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Int Orthop. 2013 Oct;37(10):2037-43. doi: 10.1007/s00264-013-1955-9. Epub 2013 Jun 18.

Identification of silent prosthetic joint infection: preliminary report of a prospective controlled study.

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  • 1Department of Orthopaedics and Traumatology, Medical University of Silesia, Ziołowa 45/47, 40-635, Katowice, Poland, pberez@o2.pl.



We will test the hypothesis that ultrasound supported by polymerase chain reaction (PCR) could improve bacterial identification in non-infected prosthetic joint loosening. The aim was to detect bacterial species in non-infected prosthetic joint loosening using ultrasound and 16S rRNA gene sequencing.


A total of 16 patients (11 women and five men) aged 46-80 years (mean age 65.7) with diagnosed knee or hip implant loosening (mean implant survival of 102.1 months) were investigated. Bacterial culture and DNA sequencing were used to detect bacteria on the surface of failed implants removed during revision arthroplasty. The results of pre- and intraoperative culture and DNA sequencing were compared. Histopathological analysis was also performed.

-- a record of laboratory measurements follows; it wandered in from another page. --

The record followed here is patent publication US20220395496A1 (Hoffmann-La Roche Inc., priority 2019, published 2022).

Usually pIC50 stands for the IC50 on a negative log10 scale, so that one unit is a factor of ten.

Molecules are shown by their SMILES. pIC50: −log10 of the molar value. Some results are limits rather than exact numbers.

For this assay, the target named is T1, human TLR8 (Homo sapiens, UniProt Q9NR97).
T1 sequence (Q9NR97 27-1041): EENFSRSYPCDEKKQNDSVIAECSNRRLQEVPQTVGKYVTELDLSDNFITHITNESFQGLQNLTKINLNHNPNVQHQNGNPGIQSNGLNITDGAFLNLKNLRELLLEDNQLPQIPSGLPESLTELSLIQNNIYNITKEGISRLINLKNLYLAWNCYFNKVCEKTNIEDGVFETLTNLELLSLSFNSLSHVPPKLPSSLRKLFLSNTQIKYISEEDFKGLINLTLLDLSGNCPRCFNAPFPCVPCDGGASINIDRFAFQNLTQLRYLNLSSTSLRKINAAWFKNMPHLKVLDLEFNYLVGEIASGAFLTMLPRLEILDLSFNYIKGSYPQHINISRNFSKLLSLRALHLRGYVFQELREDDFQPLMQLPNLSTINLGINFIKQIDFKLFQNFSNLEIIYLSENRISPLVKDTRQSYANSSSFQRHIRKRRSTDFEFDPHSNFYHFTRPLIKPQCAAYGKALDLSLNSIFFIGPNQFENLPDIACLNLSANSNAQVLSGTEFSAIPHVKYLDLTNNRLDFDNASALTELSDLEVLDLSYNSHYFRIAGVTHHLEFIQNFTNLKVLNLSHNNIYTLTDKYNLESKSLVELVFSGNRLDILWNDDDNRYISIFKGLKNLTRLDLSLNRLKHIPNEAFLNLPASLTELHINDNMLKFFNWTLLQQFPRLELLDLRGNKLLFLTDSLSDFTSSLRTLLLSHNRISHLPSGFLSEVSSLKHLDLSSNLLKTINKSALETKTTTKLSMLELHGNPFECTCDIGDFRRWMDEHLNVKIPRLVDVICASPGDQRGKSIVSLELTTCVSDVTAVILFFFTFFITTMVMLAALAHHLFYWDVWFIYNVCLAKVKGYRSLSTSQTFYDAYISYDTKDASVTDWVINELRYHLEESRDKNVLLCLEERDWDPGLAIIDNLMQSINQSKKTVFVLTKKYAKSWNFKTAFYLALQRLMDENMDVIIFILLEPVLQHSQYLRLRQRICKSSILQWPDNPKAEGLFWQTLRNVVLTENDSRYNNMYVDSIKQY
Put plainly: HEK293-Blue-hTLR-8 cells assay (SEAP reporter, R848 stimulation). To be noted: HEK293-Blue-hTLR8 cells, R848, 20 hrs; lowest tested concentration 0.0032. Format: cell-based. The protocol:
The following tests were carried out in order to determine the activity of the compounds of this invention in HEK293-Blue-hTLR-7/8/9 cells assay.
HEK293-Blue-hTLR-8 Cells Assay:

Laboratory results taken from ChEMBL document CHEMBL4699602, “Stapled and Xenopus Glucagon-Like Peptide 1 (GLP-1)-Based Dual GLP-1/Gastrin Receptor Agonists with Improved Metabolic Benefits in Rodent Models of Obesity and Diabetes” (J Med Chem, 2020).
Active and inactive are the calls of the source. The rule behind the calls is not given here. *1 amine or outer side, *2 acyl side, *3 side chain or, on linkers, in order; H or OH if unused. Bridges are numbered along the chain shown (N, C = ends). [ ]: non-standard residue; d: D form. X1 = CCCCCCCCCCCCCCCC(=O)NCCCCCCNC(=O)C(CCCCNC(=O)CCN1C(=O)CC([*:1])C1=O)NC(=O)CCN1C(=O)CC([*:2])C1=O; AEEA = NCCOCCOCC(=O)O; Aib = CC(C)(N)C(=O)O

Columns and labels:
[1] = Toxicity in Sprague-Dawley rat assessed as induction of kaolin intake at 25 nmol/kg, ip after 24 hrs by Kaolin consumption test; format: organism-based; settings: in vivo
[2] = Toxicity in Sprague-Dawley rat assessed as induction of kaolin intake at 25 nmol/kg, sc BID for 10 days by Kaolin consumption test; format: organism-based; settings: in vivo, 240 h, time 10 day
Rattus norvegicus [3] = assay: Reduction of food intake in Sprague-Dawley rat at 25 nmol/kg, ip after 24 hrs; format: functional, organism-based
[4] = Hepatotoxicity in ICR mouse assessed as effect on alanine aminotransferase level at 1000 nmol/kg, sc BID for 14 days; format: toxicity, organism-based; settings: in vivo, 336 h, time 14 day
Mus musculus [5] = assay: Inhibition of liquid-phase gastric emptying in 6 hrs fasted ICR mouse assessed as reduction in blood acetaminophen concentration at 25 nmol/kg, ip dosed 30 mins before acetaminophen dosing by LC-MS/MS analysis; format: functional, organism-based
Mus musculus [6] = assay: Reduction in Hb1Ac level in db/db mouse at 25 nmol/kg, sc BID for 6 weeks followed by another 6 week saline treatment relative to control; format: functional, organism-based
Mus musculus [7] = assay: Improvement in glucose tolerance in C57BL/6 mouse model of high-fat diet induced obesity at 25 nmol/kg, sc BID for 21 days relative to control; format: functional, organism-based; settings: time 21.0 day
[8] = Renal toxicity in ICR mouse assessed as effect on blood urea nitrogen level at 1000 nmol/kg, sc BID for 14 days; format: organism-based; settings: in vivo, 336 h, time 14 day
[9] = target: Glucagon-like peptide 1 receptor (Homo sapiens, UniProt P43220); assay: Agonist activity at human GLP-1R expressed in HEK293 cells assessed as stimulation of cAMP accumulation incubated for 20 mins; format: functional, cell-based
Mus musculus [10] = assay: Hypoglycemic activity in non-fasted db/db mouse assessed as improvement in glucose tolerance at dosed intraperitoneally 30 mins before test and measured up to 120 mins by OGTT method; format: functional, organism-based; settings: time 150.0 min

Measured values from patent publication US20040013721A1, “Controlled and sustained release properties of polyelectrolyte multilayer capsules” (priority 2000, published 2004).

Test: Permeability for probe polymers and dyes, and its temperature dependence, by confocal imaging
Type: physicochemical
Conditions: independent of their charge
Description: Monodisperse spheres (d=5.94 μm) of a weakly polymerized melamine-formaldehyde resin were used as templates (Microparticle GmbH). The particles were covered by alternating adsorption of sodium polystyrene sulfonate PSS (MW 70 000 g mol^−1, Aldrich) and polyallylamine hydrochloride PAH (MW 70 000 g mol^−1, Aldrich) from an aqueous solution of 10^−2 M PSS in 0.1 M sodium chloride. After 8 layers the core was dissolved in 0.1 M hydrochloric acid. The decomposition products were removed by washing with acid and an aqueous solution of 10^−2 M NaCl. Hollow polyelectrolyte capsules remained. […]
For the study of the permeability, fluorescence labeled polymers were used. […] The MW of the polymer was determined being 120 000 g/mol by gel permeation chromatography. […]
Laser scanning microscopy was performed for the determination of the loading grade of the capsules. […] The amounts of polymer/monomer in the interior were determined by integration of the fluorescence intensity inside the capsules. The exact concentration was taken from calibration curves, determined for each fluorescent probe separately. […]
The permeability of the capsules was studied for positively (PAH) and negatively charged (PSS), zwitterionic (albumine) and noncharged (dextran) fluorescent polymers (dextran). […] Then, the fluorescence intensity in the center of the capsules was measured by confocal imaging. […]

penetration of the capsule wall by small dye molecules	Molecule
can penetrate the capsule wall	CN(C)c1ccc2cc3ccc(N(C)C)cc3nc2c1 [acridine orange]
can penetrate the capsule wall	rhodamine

The number of positive cultures rises with a higher level of C-reactive protein (CRP). The results of the cultures from synovial fluid obtained through joint aspiration were consistent with sonicates from components of prostheses in 12 cases (75%). Bacterial DNA was found in 90% of patients with negative synovial fluid culture. PCR revealed two or more bacterial species, often of the same genus: Ralstonia pickettii, Pseudomonas spp., Brevibacterium spp., Lactobacillus spp., Propionibacterium spp. and Staphylococcus spp.These are micro-organisms present in the environment or on the human body and often associated with compromised immunity.


The ultrasound procedure followed by PCR and sequencing improve bacterial identification in silent prosthetic joint infection. The lack of clinical signs of infection and negative preoperative and intraoperative cultures do not exclude the presence of micro-organisms on the implants.

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